"I think the biggest change is going to be how he handled the community and how he handled players," Clark said. "Towanda is one of the few schools around here blessed with having great offensive coordinator in coach Larcom and great defensive coordinator in coach Wecker. It's going to be different though, I don't know what to expect."

Larcom agrees that the way Dawsey handled things is why the coaches have stuck around so long.

"I always felt like I was the head coach of the offense, so I never felt the urge to coach elsewhere," Larcom said. "There have been a lot of openings over the years. The past 11 years our staff has stayed consistent.

"Bill (Sexton) has been his junior high coach since he's been here. Assistants in junior high have been here three or four years. Mark Vail has been the constant on JV. Jamie and I been the constant on varsity. We all worked together on one staff. It was never just junior high and JV and varsity. It was one staff. One thing Craig does that I enjoyed since I've been here is you all have individual time with your players. We took care of drill work before we got to team work."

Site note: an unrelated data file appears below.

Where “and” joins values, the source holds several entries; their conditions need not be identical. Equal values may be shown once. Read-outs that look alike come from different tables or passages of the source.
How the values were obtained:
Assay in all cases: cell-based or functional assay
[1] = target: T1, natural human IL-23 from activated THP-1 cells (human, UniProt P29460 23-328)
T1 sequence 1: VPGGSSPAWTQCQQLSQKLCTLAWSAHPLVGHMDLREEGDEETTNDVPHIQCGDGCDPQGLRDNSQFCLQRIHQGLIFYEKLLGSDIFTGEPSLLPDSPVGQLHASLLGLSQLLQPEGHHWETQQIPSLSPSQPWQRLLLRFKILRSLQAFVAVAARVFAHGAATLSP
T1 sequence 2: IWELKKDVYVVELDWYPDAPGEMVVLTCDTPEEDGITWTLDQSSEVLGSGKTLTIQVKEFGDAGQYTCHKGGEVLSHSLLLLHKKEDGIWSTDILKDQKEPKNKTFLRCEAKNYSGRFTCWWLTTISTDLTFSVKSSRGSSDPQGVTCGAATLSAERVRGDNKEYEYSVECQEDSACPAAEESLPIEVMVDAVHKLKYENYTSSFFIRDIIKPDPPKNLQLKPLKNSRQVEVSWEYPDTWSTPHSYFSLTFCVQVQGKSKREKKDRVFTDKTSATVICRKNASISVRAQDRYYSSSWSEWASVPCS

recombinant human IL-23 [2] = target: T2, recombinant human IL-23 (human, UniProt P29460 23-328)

The current players know that the one thing that will help is that those coming back next year have already learned from Dawsey.

"He already taught them everything," Huff said. "They should be fine."

While he will no longer be coach of the Black Knights, those who coached him know he will still be around, helping enrich the lives of students as a teacher.

"He's got to take care of himself," Clark said. "I know this was hard on him. I know the meeting was pretty heartfelt. He has to take care of himself. He is going to continue to be a great teacher for young kids. We will still see him around. He will always be a Black Knight."

Even not being on the sidelines, Larcom knows he will still be helping the kids get ready to play for the Black Knights.

"I hope the tradition continues," Larcom said. "He teaches eighth grade. He helps these kids learn the lessons in eighth grade before they ever get to the program. He makes sure they do the right things and I'm sure he will still be doing that and getting them ready to play in high school.

"For me it's been a fun 12-year run. Where we go from here is not up to me, but I really enjoyed the last 12 years with him."